I will agree w you totally about the heavy 4strokes. They should have made 15hp and under outboards exempt from the emission requirements. The heavy 4 stroke OB is a very bad mismatch in small light boats.


Larry M,
Now that's a trim tab that will probably work and probably w less drag than the small ones at high angles. Not seen that.
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Old 10-13-2014, 12:27 PM   #36
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Has anyone seen or tried these "Lifters" from Maxi Marine? Looks like they increase the effective waterline length and provide lift.


Looks like a good idea, I'd just worry about accidentally knocking one off loading the dink on the boat deck.
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Old 10-13-2014, 12:40 PM   #37
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Another huge advantage of trim tabs for some/most dingies to me would be side to side trim...rarely is a dingy running level without a lot of shifting around.
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Old 10-13-2014, 02:32 PM   #38
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I have seen this before.The cavitation plate on the motor should be 1 inch below the bottom of the transom and the engine should be able to tilt 15 degrees down to help push the bow down when on plane.

With a small outboard that planes, the AV plate below the keel distance is more 1/4 to 1 inch. 1-2 inches below is fine for boats that do not plane. Larger planing boats with higher hp and stainless props should be 0 to 2+" ABOVE the hull line.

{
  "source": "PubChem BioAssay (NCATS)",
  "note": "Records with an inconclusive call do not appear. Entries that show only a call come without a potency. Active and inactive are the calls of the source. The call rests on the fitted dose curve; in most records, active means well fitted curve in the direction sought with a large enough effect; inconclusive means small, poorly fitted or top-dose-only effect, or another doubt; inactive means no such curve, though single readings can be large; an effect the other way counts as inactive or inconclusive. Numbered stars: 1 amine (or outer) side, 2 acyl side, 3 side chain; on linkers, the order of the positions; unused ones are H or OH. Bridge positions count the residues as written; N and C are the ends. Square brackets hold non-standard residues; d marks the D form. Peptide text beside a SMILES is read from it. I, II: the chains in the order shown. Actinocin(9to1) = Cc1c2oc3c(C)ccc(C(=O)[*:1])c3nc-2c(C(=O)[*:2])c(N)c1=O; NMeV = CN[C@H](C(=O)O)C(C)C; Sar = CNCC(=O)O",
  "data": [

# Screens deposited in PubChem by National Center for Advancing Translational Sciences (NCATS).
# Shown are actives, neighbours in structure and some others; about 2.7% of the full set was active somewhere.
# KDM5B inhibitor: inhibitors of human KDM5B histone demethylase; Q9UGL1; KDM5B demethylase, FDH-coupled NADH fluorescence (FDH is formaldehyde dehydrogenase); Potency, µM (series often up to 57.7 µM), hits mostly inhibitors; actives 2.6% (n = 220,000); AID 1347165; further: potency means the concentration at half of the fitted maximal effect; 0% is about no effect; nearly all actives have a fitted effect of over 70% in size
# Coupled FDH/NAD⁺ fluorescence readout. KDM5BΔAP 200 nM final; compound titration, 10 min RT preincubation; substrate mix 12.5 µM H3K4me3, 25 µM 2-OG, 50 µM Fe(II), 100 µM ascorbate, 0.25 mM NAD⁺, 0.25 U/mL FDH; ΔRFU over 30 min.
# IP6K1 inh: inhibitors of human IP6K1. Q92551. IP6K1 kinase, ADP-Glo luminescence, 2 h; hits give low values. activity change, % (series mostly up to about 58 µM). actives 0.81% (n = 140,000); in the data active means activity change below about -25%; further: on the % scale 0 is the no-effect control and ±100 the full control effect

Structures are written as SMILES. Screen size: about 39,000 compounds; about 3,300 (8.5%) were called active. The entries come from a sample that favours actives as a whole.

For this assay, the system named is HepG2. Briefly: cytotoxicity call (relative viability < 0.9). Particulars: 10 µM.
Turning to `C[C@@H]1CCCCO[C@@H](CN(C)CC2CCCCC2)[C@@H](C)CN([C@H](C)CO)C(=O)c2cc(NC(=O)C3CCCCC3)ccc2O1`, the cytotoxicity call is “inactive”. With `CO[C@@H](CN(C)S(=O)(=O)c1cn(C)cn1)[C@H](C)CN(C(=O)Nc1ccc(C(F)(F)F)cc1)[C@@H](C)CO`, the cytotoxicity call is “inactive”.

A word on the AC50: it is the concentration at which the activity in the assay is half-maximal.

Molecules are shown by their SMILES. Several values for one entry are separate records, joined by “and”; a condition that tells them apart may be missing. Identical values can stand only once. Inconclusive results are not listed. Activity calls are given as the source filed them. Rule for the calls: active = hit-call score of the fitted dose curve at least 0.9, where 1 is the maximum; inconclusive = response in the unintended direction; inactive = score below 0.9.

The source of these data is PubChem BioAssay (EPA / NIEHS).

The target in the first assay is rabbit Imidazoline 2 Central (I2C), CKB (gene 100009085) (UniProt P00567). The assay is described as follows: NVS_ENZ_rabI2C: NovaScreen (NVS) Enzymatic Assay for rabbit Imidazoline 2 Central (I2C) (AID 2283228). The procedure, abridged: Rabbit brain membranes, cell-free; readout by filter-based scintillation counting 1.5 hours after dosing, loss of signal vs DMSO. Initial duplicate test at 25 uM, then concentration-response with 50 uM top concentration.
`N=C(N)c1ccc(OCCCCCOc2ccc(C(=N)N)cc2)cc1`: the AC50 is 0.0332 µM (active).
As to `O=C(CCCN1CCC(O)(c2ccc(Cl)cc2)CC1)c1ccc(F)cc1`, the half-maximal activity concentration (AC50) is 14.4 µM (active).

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Old 10-13-2014, 02:34 PM   #39
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Another huge advantage of trim tabs for some/most dingies to me would be side to side trim...rarely is a dingy running level without a lot of shifting around.
You are absolutely right, but in the case of Smart Tabs and Lifters, the side to side trim (or pre-load) is only adjustable dockside or out of the water. It works well once you find the right adjustment if the loading is about the same. The main advantage of the tabs though, is for getting and staying on plane, and keeping the ride level.

I'm a big guy and it does the job for me on a very small Avon RIB.

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Looks like a good idea, I'd just worry about accidentally knocking one off loading the dink on the boat deck.
As for the tabs getting in the way, I would worry about the Lifters too. The Smart Tabs can be retracted (lifted a little above horizontal) for stowage or launching.

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Old 11-01-2014, 06:44 AM   #40
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Our 9.9 Yamaha 4 stroke and our old 9.9 Merc 4 stroke planed the 10' Avon with 400#, no problem.